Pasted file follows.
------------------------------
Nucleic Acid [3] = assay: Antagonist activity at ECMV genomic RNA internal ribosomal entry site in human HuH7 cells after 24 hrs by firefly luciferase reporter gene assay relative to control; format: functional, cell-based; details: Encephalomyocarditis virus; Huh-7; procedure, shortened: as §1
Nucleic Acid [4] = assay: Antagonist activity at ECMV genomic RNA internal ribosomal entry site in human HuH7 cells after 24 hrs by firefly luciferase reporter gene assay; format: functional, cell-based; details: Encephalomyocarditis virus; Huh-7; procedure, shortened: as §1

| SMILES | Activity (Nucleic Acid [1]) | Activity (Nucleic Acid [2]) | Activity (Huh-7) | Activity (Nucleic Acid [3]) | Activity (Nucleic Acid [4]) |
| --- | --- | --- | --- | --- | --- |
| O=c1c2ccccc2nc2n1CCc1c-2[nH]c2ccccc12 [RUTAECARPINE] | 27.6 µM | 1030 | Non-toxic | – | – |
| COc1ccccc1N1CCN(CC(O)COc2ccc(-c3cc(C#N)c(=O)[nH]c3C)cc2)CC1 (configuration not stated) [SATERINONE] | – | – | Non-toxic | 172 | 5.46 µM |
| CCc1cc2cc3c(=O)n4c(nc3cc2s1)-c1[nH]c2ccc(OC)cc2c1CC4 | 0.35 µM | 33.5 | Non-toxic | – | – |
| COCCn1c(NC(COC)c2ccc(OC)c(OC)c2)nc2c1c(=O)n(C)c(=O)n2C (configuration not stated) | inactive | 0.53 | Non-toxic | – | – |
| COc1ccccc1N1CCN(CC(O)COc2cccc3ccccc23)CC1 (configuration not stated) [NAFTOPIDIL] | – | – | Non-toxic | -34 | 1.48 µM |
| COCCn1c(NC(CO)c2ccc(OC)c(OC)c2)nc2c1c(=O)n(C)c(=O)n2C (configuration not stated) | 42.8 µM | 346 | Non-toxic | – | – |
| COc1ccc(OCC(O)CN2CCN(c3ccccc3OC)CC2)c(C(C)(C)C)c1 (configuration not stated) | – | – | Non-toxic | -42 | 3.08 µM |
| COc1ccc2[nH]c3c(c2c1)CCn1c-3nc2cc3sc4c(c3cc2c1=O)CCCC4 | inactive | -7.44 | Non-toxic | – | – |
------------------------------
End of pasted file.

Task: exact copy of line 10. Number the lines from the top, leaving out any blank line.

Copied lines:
| COCCn1c(NC(CO)c2ccc(OC)c(OC)c2)nc2c1c(=O)n(C)c(=O)n2C (configuration not stated) | 42.8 µM | 346 | Non-toxic | – | – |